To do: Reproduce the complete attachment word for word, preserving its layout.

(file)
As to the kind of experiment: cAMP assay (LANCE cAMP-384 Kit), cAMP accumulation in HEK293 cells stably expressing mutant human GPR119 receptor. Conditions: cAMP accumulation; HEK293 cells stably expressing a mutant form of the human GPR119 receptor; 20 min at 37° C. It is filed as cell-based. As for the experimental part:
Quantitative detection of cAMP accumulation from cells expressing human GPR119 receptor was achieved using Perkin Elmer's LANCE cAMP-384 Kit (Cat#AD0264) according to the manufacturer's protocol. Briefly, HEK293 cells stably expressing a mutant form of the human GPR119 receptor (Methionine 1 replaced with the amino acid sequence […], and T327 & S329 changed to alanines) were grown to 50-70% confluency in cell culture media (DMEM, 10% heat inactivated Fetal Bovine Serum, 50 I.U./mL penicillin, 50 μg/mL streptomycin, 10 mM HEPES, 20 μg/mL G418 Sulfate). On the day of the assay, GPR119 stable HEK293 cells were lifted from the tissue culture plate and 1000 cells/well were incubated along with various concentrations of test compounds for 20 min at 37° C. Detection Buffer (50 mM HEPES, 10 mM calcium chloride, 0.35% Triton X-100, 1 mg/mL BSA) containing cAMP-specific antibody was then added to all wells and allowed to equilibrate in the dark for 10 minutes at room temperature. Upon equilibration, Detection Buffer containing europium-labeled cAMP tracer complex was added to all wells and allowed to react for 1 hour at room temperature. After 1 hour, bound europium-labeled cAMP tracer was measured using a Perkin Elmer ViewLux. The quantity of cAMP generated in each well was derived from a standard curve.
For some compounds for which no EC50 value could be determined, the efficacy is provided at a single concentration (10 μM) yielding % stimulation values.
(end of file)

As to the kind of experiment: cAMP assay (LANCE cAMP-384 Kit), cAMP accumulation in HEK293 cells stably expressing mutant human GPR119 receptor. Conditions: cAMP accumulation; HEK293 cells stably expressing a mutant form of the human GPR119 receptor; 20 min at 37° C. It is filed as cell-based. As for the experimental part:
Quantitative detection of cAMP accumulation from cells expressing human GPR119 receptor was achieved using Perkin Elmer's LANCE cAMP-384 Kit (Cat#AD0264) according to the manufacturer's protocol. Briefly, HEK293 cells stably expressing a mutant form of the human GPR119 receptor (Methionine 1 replaced with the amino acid sequence […], and T327 & S329 changed to alanines) were grown to 50-70% confluency in cell culture media (DMEM, 10% heat inactivated Fetal Bovine Serum, 50 I.U./mL penicillin, 50 μg/mL streptomycin, 10 mM HEPES, 20 μg/mL G418 Sulfate). On the day of the assay, GPR119 stable HEK293 cells were lifted from the tissue culture plate and 1000 cells/well were incubated along with various concentrations of test compounds for 20 min at 37° C. Detection Buffer (50 mM HEPES, 10 mM calcium chloride, 0.35% Triton X-100, 1 mg/mL BSA) containing cAMP-specific antibody was then added to all wells and allowed to equilibrate in the dark for 10 minutes at room temperature. Upon equilibration, Detection Buffer containing europium-labeled cAMP tracer complex was added to all wells and allowed to react for 1 hour at room temperature. After 1 hour, bound europium-labeled cAMP tracer was measured using a Perkin Elmer ViewLux. The quantity of cAMP generated in each well was derived from a standard curve.
For some compounds for which no EC50 value could be determined, the efficacy is provided at a single concentration (10 μM) yielding % stimulation values.